An insight is for life, not just for Christmas…

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Callum Saunders, Head of Planning at ZEAL Creative, shares his thoughts on the insights of seasonal ‘top trends’.

Have you heard of Whamageddon?

Players have to get from the 1st of December to the 24th without listening to ‘Last Christmas’ by Wham!

Having heard this classic being played at MediaCityUK’s Christmas markets in the first week, I have already failed the challenge, although in my humble opinion, listening to the dulcet tones of George Michael can never be classified as losing (hashtag: guilty secret).

But for those of us in marketing circles, there is an equally hard-to-avoid Christmas challenge.

That’s right, the season of ‘top trends for 2020’ is upon us!

It’s time for LinkedIn feeds and third-party emails to become saturated with dubiously-informed ‘soothsayers’, as we are bombarded with this festive marketing ‘classic’!

Favoured by global network agencies, paperclip suppliers you haven’t heard from in 12 months, and self-employed marketing ‘gurus’ seeking to churn out yet more ‘content’, the ‘trends of [insert year]’ has become as traditional as the client pitch brief two days before Christmas (‘we’ll see you on January 3rd for the response!’).

Whilst this article is clearly tongue in cheek and written in jest, there are three main reasons why I take umbrage with this increasingly listless listicle.

1. Humans are not ‘re-booted’ on the first of January

If you believed the articles, the first day of the new year would herald a completely new set of norms and behaviours.

I’m now an adopter of VR! I’m mobile-first! I now buy experiences over things!!

The truth is that cultural shifts, trends and changes in behaviour happen fluidly and constantly. We should be monitoring these consistently throughout the year, every year.

Of course, contextual changes impact consumer and shopper behaviour. But these are not negotiated and introduced to the public ahead of a certain timeframe (unlike ongoing Brexit negotiations).

For those of us in planning, insight and strategy, we have a professional duty to shine a light on these throughout the year, as opposed to making up a December highlights package.

2. The trend for utterly generic waffle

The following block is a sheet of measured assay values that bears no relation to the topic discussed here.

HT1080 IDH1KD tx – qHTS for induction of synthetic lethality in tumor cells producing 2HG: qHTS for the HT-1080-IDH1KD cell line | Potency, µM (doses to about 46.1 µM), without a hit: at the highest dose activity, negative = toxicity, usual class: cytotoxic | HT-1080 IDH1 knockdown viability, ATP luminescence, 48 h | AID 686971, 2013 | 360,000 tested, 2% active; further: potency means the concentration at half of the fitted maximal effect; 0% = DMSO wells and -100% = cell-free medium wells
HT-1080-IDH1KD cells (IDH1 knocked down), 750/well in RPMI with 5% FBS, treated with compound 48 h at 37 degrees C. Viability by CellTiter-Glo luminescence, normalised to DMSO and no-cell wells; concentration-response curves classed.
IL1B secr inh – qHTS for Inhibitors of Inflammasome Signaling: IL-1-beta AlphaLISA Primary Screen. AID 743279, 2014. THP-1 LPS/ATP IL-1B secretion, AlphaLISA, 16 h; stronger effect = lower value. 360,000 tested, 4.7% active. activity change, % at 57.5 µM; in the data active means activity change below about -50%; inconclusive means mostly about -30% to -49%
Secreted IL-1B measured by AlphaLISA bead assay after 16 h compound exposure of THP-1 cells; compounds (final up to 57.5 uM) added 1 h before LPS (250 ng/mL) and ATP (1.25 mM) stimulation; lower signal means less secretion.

I could forgive these lists if they actually contained insightful observations where thought has been considerately applied.

Forgive me, but too often it feels like a marketing groundhog day: the marketing equivalent of pulling an insight from a cracker.

‘It’s the year of mobile’!

‘Video is the post-modern tool of choice’!

‘Data will rule!’

‘Millennials want experiences’!

The majority of these articles continue to peddle such holistic, vague generalisations, it’s hard to glean any sense from them, let alone value.

3. We never measure and follow-up on these predictions 

At their very best, these articles become a virtual vacuum the moment they are published.

I’m more than happy to be proven wrong, but does anyone ever follow up on their predictions? Do we review these six months in, to track whether the nebulous statements are seeing any traction?

Does anyone even care?

If we’re going out into the world as industry experts and predicting that this truly is the year where we all do our shopping through virtual reality goggles, then who’s challenging that statement if it turns out to be hollow?

Too often, these predictions can feel like election pledges: something designed for a quick piece of PR or a soundbite, but ultimately lacking any substance.

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So there we have it: my festive moan about the incoming glut of ‘top trends’ articles.

My predictions for 2020? That human empathy, true insight and ongoing cultural observations will serve us all well throughout 2020.

Remember, an insight is for life, not just for Christmas.

If you would like to find out more about ZEAL Creative, get in touch with Callum Saunders at callum@zealcreative.com